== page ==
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Reflections on Montanaotherala

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  • fitch270
    replied
    Day 3

    Morning again has us up before the others, and on the road. We drive about a half hour before pulling off the main road. We're headed into a wilderness area and there are warning signs we're in grizzly habitat. I get this uneasy feeling as we continue on, which gets worse as we go. I get out of the truck at the trail head but before the kids out I'm having a hard time, and it must show. The guide asks if I'm ok and I tell him I've got a bad feeling about this. He gives me a puzzled look but again is still cool about it. We talk it over even though I can't explain it. He says its ok not to go in if I'm not comfortable with it. I'm sure he doesn't want a repeat of yesterday but I'm having conflicted emotions of being a candya$$ in front of my kid and trusting what my gut is trying to tell me. We bail out. He takes us back to glass the spot where we'd seen the 10 pt. on day one and we spend a little time there. I'm trying to make sense of everything and realize this isn't going to get it done, I'm wasting the trip. I tell him we had a hard day yesterday and that I think we should head back to the lodge for a quick rest while he takes care of some business he'd talked about, then we could eat lunch on the way back to the spot we'd just left. He says he'd love to do that so that's the plan and exactly what we do.
    On the way back he shows us the ridge we'll be climbing and I get a little uneasy feeling again, but this time I'm not giving in. We hit the trail head and as soon as I'm out of the truck I'm feeling good about the afternoon. We start the climb and about a forth of the way in he stops For a rest. He looks straight at me and says simply, " Let me ask you right now, if we hike in there are you going to be able to sit all afternoon and come out in the dark?" It's not condescending, he just wants to know. I look him straight in the eye and say simply "Yeah". He responds "Ok"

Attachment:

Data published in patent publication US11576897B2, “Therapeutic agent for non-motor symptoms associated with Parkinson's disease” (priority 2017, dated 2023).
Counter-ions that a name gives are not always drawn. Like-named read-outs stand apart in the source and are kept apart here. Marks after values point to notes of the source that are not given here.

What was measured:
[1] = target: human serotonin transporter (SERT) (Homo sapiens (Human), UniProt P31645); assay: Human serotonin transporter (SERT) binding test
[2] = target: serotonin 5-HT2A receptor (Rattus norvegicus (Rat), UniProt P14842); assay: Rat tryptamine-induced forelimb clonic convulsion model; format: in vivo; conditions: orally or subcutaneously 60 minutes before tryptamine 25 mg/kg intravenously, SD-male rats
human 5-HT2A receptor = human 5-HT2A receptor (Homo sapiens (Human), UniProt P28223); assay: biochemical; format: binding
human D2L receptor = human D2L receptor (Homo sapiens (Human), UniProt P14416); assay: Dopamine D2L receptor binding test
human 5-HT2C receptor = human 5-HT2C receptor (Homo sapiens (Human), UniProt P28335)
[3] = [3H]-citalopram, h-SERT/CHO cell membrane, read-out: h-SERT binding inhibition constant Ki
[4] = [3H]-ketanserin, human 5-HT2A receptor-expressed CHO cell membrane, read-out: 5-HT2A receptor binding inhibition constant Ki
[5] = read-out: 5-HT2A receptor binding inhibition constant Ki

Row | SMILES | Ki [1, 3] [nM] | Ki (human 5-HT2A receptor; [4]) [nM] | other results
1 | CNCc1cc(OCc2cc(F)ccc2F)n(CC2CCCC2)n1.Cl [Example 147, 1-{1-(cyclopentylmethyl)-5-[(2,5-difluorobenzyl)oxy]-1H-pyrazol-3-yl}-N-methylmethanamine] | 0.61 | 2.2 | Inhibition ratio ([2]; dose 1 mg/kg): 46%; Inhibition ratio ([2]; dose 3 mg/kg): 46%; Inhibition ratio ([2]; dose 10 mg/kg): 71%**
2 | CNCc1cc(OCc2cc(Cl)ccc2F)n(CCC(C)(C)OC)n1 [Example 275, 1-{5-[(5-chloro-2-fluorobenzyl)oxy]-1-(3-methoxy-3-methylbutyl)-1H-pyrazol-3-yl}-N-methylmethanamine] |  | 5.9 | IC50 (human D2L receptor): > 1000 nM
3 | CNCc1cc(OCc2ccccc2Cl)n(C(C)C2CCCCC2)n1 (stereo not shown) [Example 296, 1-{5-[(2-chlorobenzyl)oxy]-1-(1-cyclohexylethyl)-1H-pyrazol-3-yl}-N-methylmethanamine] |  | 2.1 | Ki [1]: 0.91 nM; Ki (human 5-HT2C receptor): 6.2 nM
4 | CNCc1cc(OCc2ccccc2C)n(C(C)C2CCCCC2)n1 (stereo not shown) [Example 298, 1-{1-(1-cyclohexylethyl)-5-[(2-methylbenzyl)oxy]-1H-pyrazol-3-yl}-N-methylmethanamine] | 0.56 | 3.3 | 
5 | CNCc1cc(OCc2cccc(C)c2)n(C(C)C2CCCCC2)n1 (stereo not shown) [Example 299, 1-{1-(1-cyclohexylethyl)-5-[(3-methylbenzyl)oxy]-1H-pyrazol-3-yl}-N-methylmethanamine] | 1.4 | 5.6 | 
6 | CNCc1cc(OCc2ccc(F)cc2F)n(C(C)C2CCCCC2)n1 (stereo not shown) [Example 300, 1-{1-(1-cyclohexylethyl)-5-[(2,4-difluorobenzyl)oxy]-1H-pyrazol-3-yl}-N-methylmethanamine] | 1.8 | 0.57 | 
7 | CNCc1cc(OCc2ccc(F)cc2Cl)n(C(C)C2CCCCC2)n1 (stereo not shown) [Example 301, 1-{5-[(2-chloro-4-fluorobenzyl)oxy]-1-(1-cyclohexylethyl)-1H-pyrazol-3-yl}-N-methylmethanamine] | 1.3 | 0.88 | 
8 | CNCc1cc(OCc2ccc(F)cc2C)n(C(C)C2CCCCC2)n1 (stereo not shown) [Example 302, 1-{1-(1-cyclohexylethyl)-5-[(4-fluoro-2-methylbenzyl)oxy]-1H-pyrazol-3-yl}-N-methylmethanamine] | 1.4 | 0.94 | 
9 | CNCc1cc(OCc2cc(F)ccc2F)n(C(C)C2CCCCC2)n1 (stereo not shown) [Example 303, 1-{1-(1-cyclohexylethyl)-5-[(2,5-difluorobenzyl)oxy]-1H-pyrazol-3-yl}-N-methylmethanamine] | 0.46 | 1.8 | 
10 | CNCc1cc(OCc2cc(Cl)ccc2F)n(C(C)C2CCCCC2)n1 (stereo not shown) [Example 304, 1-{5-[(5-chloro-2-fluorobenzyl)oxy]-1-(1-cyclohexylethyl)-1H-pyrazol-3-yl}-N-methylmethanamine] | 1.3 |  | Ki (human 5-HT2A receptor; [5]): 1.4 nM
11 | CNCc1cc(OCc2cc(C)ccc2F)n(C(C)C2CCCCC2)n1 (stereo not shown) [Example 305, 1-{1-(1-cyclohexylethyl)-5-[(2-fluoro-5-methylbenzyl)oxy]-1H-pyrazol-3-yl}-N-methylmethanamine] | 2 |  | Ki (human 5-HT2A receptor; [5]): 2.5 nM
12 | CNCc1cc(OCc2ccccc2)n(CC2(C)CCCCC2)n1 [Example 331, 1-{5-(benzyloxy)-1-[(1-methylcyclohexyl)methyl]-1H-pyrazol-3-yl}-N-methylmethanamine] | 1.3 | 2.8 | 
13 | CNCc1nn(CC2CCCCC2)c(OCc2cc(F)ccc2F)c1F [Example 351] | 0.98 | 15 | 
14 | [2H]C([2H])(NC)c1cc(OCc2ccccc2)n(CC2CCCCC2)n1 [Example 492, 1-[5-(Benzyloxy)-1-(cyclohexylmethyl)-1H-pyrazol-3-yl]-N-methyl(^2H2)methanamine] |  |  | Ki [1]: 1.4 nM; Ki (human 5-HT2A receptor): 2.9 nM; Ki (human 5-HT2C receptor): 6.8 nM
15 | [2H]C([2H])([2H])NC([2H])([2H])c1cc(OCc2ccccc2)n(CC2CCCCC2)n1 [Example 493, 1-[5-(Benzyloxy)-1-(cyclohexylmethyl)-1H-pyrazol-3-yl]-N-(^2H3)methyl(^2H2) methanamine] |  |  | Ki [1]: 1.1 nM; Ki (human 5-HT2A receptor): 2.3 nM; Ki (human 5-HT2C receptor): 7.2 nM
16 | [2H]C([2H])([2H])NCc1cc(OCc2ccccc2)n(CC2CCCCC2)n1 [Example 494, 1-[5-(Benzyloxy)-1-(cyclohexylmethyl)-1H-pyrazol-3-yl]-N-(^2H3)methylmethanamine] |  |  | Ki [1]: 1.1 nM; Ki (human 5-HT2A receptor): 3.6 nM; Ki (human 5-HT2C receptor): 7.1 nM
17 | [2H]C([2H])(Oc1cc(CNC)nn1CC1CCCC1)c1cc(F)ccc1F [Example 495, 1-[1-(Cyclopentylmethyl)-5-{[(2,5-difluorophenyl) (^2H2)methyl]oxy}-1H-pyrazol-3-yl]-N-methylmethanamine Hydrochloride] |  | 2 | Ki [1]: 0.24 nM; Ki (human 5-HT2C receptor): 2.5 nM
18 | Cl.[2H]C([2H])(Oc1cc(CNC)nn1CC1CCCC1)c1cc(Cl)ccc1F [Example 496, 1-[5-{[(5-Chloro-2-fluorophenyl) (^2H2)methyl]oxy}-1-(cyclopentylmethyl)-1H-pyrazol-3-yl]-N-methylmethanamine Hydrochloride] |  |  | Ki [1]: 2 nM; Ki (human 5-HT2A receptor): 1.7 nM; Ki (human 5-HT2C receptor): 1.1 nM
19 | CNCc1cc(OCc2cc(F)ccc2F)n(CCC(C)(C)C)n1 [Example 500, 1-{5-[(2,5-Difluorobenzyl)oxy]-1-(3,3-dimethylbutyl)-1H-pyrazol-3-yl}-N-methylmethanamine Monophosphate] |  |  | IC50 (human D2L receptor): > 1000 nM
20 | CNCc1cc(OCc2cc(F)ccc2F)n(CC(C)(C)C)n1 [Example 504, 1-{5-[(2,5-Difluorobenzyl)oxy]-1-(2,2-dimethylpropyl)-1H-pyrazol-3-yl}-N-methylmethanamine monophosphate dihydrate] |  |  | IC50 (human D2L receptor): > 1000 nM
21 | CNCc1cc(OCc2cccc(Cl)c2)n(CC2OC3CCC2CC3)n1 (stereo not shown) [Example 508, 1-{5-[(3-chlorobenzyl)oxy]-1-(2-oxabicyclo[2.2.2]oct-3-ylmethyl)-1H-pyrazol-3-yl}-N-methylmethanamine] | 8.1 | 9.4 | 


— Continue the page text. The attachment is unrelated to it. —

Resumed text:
Now we push and make good time. This is where we get to the previous post about the boy's deer. We're glassing the far side, see the does and then the grizzly. He double checks with me to make sure I'm good, I half joke as long as we're not going over there I'm fine. He asks again what do I want to do, and I tell him let's go kill something. We start up the trail and run into the Amish guy and his boys. The rest as they say is history.

    We found out back at the truck later that the grizz was a sow, after they got to watching her they spotted a blond cub down below.
    At this point I couldn't have cared less about the bear, we were flying high. As we got in the truck I told him that he could think what he wanted but we weren't meant to be on that mountain that morning. His response was "Well, maybe". I took no offence. Fantastic ride back to the lodge late.

    I've been mulling on this all week, and I'm convinced it was higher test. Some of you will understand where I'm coming from. I also know that last year's accident played a part in that it was the avenue to get my attention. Before the wreck at our last gas stop I had a feeling we were going to be in for a long night, but I dismissed it. That morning I couldn't. I suppose the worst thing that would have happened was that we wouldn't have been in the spot the boy ended up killing that buck, but that morning there was no way I was taking a chance on another call home. In the end it worked out for the best.

    I already posted that day 4 was a day off, but we're not done yet. But I am for tonight.

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  • fitch270
    replied
    Day 2

    So up at 3:30, grabbed a bite to eat from what breakfast had been made and hit the road at 4:00. Arrived at another trial head about 5:00 and started our climb. About 45 minutes in we left the Forest Service trail for a "hidden" trail of the guides. It wasn't long and we knew we weren't in Kansas anymore. Somehow we managed to grind it out up the toughest terrain I could have imagined and made it to a landing off an old burn just before 8:00 as the guide had hoped we would. We had a snack and some water and added a few layers waiting on light to show. It was still pretty dark when we started making our move, but we only went about 50 yards before finding a fresh bed and tracks leading into the burn. By the size and smell it was obviously a decent bull. We slowly started tracking and glassing, the three of us making way too noise in the single digit temps. We crisscrossed our way up the burn for well over an hour, at one point the boy was getting down telling me "this is stupid". I was just as beat, but asked him why, he replied it was way harder than he expected. It was the only complaint from him the entire week.